57

I'd like to place my output jar and jar-with-dependencies into another folder (not in target/ but in ../libs/).

How can I do that?

1
  • 5
    One little Maven tip - don't fight it's preferences, it'll drive you insane :). But you can always use something like the ant plugin do do basically everything you want, like copying at the end of the build from target to ../libs...
    – cdegroot
    Jul 14, 2011 at 6:59

6 Answers 6

70

You can use the outputDirectory parameter of the maven-jar-plugin for this purpose:

<project>
  ...
  <build>
    <plugins>
      ...
      <plugin>
        <groupId>org.apache.maven.plugins</groupId>
        <artifactId>maven-jar-plugin</artifactId>
        <version>2.3.1</version>
        <configuration>
          <outputDirectory>../libs</outputDirectory>
        </configuration>
      </plugin>
      ...
    </plugins>
  </build>
  ...
</project>

But as cdegroot wrote, you should probably better not fight the maven way.

6
  • 2
    Maybe it's better to copy jars instead of moving them?
    – yelo3
    Jul 14, 2011 at 14:10
  • By the book I strongly suggest using the maven-dependency-plugin (maven.apache.org/plugins/maven-dependency-plugin) to resolve inter-module dependencies (If you need to transfer to a different module).
    – Torsten
    Jul 14, 2011 at 14:27
  • 1
    You should never use maven-dependency-plugin to use it as a dependency for inter module dependencies. Usually you can simply define a dependency this works...if that does not work there some other issue in your build...
    – khmarbaise
    Feb 8, 2018 at 19:55
  • @Torsten It puts the jar into outputDirectory and proguard isn't able to find jar to obfuscate. How to make this work with proguard-maven-plugin?
    – Gaurav
    Sep 8, 2018 at 8:53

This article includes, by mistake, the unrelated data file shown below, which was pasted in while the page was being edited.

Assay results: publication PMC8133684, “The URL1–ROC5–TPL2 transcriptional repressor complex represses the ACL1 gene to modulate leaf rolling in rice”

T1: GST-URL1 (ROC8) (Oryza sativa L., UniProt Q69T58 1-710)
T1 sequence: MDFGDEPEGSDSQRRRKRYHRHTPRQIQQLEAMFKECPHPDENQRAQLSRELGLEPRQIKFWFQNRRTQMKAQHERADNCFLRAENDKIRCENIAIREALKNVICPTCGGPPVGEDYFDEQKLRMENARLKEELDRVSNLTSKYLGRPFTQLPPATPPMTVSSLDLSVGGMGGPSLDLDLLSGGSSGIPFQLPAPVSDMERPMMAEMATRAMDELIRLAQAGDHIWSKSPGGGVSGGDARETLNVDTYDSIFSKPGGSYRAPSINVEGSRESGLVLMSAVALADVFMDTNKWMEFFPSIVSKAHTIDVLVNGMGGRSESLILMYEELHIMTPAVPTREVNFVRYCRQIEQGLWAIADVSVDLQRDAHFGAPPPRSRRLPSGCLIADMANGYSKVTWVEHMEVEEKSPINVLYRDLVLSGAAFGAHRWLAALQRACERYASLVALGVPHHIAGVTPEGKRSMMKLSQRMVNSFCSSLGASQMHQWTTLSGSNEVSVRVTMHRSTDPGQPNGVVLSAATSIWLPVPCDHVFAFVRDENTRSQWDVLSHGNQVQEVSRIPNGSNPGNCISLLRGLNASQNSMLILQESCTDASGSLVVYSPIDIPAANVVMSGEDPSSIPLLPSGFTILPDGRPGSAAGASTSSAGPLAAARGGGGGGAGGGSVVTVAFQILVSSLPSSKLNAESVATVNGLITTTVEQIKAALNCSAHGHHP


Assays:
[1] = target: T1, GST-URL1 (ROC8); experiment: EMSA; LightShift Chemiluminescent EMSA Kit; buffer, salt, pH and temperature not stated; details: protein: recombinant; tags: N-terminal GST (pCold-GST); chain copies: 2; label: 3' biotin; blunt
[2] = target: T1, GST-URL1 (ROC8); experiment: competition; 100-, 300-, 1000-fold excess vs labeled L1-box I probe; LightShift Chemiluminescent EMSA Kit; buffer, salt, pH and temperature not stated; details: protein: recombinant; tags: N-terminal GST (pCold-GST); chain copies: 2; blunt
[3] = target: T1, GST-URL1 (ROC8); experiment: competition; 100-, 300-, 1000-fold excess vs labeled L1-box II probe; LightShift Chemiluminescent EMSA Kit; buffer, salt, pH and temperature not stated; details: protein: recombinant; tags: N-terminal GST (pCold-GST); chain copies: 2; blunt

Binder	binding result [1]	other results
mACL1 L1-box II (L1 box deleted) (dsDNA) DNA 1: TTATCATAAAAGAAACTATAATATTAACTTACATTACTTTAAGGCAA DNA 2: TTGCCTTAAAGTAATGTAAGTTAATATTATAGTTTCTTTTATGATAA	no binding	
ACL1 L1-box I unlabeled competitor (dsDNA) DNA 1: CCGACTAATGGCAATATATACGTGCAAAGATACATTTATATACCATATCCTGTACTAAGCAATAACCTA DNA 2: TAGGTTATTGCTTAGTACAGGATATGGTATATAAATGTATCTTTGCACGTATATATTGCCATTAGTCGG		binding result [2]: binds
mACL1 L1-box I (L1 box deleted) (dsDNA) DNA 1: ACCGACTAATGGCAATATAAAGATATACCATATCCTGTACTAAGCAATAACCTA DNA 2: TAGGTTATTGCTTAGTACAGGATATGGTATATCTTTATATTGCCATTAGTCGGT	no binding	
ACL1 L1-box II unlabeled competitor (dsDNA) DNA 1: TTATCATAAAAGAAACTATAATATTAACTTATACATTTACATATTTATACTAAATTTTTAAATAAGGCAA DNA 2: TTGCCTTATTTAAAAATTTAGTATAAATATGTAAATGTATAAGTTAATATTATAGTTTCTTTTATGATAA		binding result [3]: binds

• @gaurav I suggest that you ask this question in a separate post as this is not related to the original question. Thisway it is also easier to find for others. I personally have no experience with the proguard plugin.
    – Torsten
    Sep 10, 2018 at 9:30
47

If you want to copy the artifact into a directory outside your project, solutions might be:

  • maven-jar-plugin and configure outputDirectory
  • maven-antrun-plugin and copy task
  • copy-maven-plugin by Evgeny Goldin

Example for the copy-maven-plugin is:

<plugin>
    <groupId>com.github.goldin</groupId>
    <artifactId>copy-maven-plugin</artifactId>
    <version>0.2.5</version>
    <executions>
        <execution>
            <id>deploy-to-local-directory</id>
            <phase>install</phase>
            <goals>
                <goal>copy</goal>
            </goals>
            <configuration>
                <skipIdentical>false</skipIdentical>
                <failIfNotFound>false</failIfNotFound>
                <resources>
                    <resource>
                        <description>Copy artifact to another directory</description>
                        <targetPath>/your/local/path</targetPath>
                        <directory>${project.build.directory}</directory>
                        <includes>
                            <include>*.jar</include>
                        </includes>
                    </resource>
                </resources>
            </configuration>
        </execution>
    </executions>
</plugin>
5
  • 1
    This plugin is lacking in documentation.
    – Hamdi
    Dec 24, 2014 at 21:28
  • 11
    This plugin does not work as is, it throws the exception java.lang.ClassNotFoundException: org.sonatype.aether.RepositorySystem
    – Joe Almore
    Nov 27, 2015 at 23:40
  • It is not true that the path in outputDirectory must be relative.
    – ACV
    Jan 29, 2016 at 15:52
  • @ACV You are right! outputDirectory is simply a File as can be seen in the source. I edited my answer.
    – timomeinen
    Feb 2, 2016 at 10:53
  • Can this place jars into the remote server?
    – zygimantus
    Mar 7, 2017 at 10:51
23

Another way would be maven-resources-plugin (find the current version here):

<plugin>
   <groupId>org.apache.maven.plugins</groupId>
    <artifactId>maven-resources-plugin</artifactId>
    <version>3.0.2</version>
    <executions>
        <execution>
            <id>copy-files-on-build</id>
            <phase>package</phase>
            <goals>
                <goal>copy-resources</goal>
            </goals>
            <configuration>
                <outputDirectory>${basedir}/[TO-DIR]</outputDirectory>
                <resources>
                    <resource>
                        <directory>[FROM-DIR]</directory>
                        <!--<include>*.[MIME-TYPE]</include>-->
                        <filtering>false</filtering>
                    </resource>
                </resources>
            </configuration>
        </execution>
    </executions>
</plugin>
7
  • 1
    this doesn't copy across on the first build, only on subsequent ones Nov 7, 2018 at 11:47